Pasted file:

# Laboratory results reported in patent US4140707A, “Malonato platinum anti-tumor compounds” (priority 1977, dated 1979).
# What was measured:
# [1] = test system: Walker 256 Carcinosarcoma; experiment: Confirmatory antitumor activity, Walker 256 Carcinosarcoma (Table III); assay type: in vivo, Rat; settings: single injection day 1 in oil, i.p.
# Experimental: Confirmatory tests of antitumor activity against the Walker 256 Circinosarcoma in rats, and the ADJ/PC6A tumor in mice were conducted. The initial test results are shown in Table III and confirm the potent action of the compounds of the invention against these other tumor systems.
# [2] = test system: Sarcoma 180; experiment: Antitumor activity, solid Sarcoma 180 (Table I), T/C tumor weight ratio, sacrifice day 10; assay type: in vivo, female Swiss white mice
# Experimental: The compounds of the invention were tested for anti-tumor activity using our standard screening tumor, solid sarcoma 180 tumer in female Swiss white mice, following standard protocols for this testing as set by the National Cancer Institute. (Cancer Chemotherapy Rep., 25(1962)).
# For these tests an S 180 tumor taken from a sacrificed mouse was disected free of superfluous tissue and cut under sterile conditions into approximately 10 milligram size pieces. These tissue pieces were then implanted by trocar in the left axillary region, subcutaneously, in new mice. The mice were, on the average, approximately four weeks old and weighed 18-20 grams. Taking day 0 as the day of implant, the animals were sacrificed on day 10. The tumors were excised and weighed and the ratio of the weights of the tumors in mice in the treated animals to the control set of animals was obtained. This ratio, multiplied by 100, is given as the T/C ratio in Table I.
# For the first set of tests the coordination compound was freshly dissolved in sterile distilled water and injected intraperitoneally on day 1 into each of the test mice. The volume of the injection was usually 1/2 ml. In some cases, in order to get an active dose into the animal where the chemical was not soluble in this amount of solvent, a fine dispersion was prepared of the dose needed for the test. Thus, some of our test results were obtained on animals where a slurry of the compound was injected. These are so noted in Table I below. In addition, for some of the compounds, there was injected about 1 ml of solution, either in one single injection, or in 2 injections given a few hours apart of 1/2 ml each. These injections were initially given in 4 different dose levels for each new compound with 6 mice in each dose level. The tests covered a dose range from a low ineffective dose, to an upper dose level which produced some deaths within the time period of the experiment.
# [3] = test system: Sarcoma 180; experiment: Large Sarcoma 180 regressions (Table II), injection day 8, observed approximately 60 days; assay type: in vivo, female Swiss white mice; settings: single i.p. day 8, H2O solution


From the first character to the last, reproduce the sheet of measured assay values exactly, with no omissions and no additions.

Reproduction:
# Laboratory results reported in patent US4140707A, “Malonato platinum anti-tumor compounds” (priority 1977, dated 1979).
# What was measured:
# [1] = test system: Walker 256 Carcinosarcoma; experiment: Confirmatory antitumor activity, Walker 256 Carcinosarcoma (Table III); assay type: in vivo, Rat; settings: single injection day 1 in oil, i.p.
# Experimental: Confirmatory tests of antitumor activity against the Walker 256 Circinosarcoma in rats, and the ADJ/PC6A tumor in mice were conducted. The initial test results are shown in Table III and confirm the potent action of the compounds of the invention against these other tumor systems.
# [2] = test system: Sarcoma 180; experiment: Antitumor activity, solid Sarcoma 180 (Table I), T/C tumor weight ratio, sacrifice day 10; assay type: in vivo, female Swiss white mice
# Experimental: The compounds of the invention were tested for anti-tumor activity using our standard screening tumor, solid sarcoma 180 tumer in female Swiss white mice, following standard protocols for this testing as set by the National Cancer Institute. (Cancer Chemotherapy Rep., 25(1962)).
# For these tests an S 180 tumor taken from a sacrificed mouse was disected free of superfluous tissue and cut under sterile conditions into approximately 10 milligram size pieces. These tissue pieces were then implanted by trocar in the left axillary region, subcutaneously, in new mice. The mice were, on the average, approximately four weeks old and weighed 18-20 grams. Taking day 0 as the day of implant, the animals were sacrificed on day 10. The tumors were excised and weighed and the ratio of the weights of the tumors in mice in the treated animals to the control set of animals was obtained. This ratio, multiplied by 100, is given as the T/C ratio in Table I.
# For the first set of tests the coordination compound was freshly dissolved in sterile distilled water and injected intraperitoneally on day 1 into each of the test mice. The volume of the injection was usually 1/2 ml. In some cases, in order to get an active dose into the animal where the chemical was not soluble in this amount of solvent, a fine dispersion was prepared of the dose needed for the test. Thus, some of our test results were obtained on animals where a slurry of the compound was injected. These are so noted in Table I below. In addition, for some of the compounds, there was injected about 1 ml of solution, either in one single injection, or in 2 injections given a few hours apart of 1/2 ml each. These injections were initially given in 4 different dose levels for each new compound with 6 mice in each dose level. The tests covered a dose range from a low ineffective dose, to an upper dose level which produced some deaths within the time period of the experiment.
# [3] = test system: Sarcoma 180; experiment: Large Sarcoma 180 regressions (Table II), injection day 8, observed approximately 60 days; assay type: in vivo, female Swiss white mice; settings: single i.p. day 8, H2O solution